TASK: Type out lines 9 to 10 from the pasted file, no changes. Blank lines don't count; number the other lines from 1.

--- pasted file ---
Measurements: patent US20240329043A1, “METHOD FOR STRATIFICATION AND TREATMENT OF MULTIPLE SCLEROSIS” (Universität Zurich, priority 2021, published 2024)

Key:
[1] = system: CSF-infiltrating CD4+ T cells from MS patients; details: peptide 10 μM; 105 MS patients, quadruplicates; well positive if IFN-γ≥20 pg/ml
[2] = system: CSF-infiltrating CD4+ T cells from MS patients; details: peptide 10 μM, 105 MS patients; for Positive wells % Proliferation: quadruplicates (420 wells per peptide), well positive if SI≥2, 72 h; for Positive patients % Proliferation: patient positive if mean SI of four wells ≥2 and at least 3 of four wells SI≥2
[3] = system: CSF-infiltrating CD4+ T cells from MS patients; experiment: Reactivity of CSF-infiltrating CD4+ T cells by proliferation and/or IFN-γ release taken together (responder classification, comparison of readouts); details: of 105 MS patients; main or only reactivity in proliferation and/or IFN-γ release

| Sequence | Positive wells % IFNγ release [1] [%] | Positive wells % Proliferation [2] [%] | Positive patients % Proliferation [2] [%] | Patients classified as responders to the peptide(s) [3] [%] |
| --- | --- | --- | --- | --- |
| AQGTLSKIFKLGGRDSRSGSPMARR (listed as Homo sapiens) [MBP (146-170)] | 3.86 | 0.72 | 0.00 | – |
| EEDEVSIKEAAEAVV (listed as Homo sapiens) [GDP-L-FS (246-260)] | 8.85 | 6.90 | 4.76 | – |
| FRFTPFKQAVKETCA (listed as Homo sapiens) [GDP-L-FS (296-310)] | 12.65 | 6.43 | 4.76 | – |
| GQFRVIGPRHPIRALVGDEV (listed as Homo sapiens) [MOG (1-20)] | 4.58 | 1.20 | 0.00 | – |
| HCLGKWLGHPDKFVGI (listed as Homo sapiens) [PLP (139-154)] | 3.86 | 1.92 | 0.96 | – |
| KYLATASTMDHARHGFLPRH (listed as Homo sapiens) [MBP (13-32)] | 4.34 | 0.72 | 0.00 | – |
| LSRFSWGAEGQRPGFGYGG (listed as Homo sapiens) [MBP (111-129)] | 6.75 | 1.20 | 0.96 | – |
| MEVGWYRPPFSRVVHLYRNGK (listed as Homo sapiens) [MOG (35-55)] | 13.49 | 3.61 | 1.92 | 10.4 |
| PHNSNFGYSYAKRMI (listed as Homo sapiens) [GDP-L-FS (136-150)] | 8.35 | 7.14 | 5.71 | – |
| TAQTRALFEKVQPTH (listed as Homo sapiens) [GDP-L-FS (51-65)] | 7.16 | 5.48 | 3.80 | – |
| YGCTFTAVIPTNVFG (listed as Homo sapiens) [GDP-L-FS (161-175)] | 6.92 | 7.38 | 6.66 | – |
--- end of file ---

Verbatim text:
| EEDEVSIKEAAEAVV (listed as Homo sapiens) [GDP-L-FS (246-260)] | 8.85 | 6.90 | 4.76 | – |
| FRFTPFKQAVKETCA (listed as Homo sapiens) [GDP-L-FS (296-310)] | 12.65 | 6.43 | 4.76 | – |